The technical picture for Euro gold looks near perfect now. Gold has been trending higher since May. The long term charts show a series of higher lows and higher highs and even in the correction of recent months there have been a series of higher lows and gold gradually consolidated between €1,200 and €1,400/oz. Gold is now comfortably above the 50, 100 and 200 day moving averages. In the last four years, there have been 3 periods of correction and consolidation which have lasted 12 to 13 months (see boxes in first chart) and we appear to be coming to the end of another such period. Break outs from such consolidations often lead to sharp moves higher and thus new record highs above €1,359/oz and possibly over €1,600/oz should be seen before the end of 2012. The fundamental back drop of the unresolved Eurozone debt crisis , deep divisions in the ECB and a high degree of uncertainty regarding the euros long term future strongly suggest that the euro will continue to fall against gold in the coming months. Further confirmation of robust demand for gold is seen in figures showing that exchange-traded products backed by the gold expanded to a record. Smart money from Paulson to Soros to PIMCO continues to diversify into gold. Gold ETFs holdings have now surpassed Italy to become the world’s third-largest gold holdings when compared with national gold reserves.
- Hurricane Isaac Whips Storm Surge on Path to New Orleans (Bloomberg)
- Republicans Vow to Transform Obama’s U.S. With Low Tax, Freedom (Bloomberg)
- Little-known Ryan to take center-stage at Republican convention (Reuters)
- An $800 billion stimulus tempest in a teapot: China State Researcher: Local Govt Investment Plans Largely Symbolic (WSJ)
- China Says Payment Delays, Defaults May Worsen (Dow Jones)
- G-7 Countries Call for Increased Oil Output to Meet Demand (Bloomberg)
- Creeping Socialism: Clegg calls for emergency tax on rich (FT)
- United Airlines computer problem delays 200 flights (Chicago Sun Times)
- Paulson, Investors Avoid Fireworks Despite Brutal Run (Bloomberg)
- Occupy Sets Wall Street Tie-Up as Protesters Face Burnout (Bloomberg)
- The nostalgic grass is always greener: Serbia Joblessness Swells as Milosevic-Era Leaders Return (Bloomberg)
A Round Up of today's articles. In audio summary!
It's a party in your mouth. Just don't choke.
Going nowhere fast was the theme today as equities managed to end practically unchanged (SPX/Dow down, NDX up) but intraday saw some very gappy behavior (though admittedly in a very small range). VIX is the story of the day in our view - realized volatility has dropped to near-record lows (which had, until a week ago, been a big driver of front-end implied vol compression) and yet VIX pushed higher (with implied vol now at almost a three-month high premium to realized). The point being - protection is bid, and a VIX of 16.5% is much more concerning given its premium than some would believe. Volume was above its very recent and dismal average but still around 15-20 percentage points below normal summer doldrums levels. Risk assets in general trod water today with modest outperformance by Treasuries (yields lower 1-2bps) and negligible moves in FX carry trades - even as the USD is down 0.35% since Friday (mirroring Silver's 0.35% gain). With Consumer confidence dismal, somewhat strangely both Consumer Staples and Discretionary outperformed on the day. Very low average trade size, a low high-low range, and a general inability to pull away from VWAP (+/-3pts only) suggested everyone is on hold (or buying protection as we noted above); but the small flush into the close was not very encouraging.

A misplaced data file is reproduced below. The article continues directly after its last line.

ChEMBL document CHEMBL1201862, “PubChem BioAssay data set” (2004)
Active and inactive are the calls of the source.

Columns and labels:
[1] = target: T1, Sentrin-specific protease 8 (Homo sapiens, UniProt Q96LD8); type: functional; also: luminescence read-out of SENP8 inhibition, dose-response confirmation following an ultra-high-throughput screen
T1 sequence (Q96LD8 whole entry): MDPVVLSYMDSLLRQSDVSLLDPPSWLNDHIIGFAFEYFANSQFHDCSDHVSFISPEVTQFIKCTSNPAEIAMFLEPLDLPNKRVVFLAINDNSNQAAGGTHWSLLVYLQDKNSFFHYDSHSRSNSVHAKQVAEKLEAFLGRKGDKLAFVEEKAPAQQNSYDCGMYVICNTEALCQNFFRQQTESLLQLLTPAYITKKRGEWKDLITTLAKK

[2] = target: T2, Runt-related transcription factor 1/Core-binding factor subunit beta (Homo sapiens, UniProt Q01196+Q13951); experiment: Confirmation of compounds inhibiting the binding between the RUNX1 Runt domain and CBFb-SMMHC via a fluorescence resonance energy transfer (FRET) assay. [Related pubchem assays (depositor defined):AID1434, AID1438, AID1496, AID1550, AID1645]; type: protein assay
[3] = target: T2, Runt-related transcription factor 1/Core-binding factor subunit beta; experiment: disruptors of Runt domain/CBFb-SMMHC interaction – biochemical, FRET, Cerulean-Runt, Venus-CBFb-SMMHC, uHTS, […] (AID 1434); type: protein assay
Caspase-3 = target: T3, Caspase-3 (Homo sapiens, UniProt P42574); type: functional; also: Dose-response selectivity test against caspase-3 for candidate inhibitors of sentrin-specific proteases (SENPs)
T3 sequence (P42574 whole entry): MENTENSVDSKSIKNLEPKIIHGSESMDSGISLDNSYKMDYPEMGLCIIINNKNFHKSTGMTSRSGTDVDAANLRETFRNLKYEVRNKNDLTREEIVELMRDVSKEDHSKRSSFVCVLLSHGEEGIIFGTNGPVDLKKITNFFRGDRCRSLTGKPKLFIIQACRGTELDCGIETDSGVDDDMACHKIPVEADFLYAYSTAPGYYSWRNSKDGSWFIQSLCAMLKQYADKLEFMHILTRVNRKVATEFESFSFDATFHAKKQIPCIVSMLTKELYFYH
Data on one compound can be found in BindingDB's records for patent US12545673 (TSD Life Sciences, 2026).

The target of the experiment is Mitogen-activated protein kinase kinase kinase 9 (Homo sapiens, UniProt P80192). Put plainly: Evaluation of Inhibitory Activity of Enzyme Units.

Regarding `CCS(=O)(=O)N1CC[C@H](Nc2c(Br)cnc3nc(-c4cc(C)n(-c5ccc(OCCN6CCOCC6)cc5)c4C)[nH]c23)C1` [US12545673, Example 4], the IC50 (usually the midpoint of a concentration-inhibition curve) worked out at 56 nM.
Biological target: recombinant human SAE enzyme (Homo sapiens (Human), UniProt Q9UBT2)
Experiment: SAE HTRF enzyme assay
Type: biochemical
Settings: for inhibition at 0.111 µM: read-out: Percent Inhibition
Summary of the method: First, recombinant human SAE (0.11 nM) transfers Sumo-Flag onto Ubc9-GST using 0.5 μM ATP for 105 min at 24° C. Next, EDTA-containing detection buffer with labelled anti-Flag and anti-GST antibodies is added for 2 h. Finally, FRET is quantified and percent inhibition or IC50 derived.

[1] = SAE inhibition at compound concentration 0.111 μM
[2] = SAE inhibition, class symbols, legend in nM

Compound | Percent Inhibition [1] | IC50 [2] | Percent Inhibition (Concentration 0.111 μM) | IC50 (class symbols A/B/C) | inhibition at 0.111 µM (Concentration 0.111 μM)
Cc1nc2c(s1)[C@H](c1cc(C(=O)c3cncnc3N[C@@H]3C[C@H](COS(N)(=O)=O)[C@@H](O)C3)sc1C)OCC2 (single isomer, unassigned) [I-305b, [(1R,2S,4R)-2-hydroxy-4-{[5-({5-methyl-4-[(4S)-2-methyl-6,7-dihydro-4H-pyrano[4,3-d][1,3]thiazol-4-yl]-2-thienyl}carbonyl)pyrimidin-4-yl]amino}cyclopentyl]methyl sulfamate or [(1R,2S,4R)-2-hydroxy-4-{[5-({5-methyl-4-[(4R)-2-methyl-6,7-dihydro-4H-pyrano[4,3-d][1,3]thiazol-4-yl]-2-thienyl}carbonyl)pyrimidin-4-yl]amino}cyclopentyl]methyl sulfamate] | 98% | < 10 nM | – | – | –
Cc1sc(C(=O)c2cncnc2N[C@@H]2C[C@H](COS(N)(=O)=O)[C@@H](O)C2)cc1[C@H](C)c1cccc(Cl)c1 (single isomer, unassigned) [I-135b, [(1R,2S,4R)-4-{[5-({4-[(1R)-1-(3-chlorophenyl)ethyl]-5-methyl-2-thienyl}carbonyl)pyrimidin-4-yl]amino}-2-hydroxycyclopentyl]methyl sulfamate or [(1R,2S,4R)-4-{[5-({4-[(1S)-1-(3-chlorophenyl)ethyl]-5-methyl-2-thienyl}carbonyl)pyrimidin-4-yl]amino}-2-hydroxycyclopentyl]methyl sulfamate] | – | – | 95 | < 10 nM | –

When Ben Bernanke launched QE 2 in 2010 he outlined a third mandate for the Federal Reserve - the boosting of consumer confidence. He stated that the goal of QE 2 was to boost asset prices in order to spur consumer confidence through the "wealth effect" which should translate into economic growth. In 2010 he was right, and QE 2 not only boosted asset prices sharply, but kept the economy from slipping into a recessionary spat. As Friday's speech from the economic summit in "Jackson Hole" draws near - Bernanke should be taking a clue from today's release of consumer confidence in considering his next move.
With inflation expectations soaring and jobs plentiful relative to hard-to-get falling slightly, Consumer Confidence plunged its most in 10 months to a level not seen since November of last year. It seems that despite all the hopes and prayers priced into US equity market valuations, the US Consumer remains unimpressed, unhappy, and unemployed. Of course, the 'good is bad, bad is better' market has interpreted this as a clear QE-on flag (for this millisecond anyway).
- Ringing endorsement: Lithuania to Adopt Euro When Europe Is Ready, Kubilius Says (Bloomberg)
- Credit Agricole net plunges 67% on losses in Greece and a writedown of its stake in Intesa Sanpaolo SpA (Bloomberg)
- Europe finally starting to smell the coffee: ECB Urging Weaker Basel Liquidity Rule on Crisis Concerns (Bloomberg)
- Japan Cuts Economic Assessment (Reuters)
- France’s Leclerc Stores to Sell Fuel at Cost, Chairman Says (Bloomberg)
- China Eyes Ways to Broaden Yuan’s Use (WSJ)
- Berlin and Paris forge union over crisis (FT)
- Brezhnev Bonds Haunt Putin as Investors Hunt $785 Billion (Bloomberg)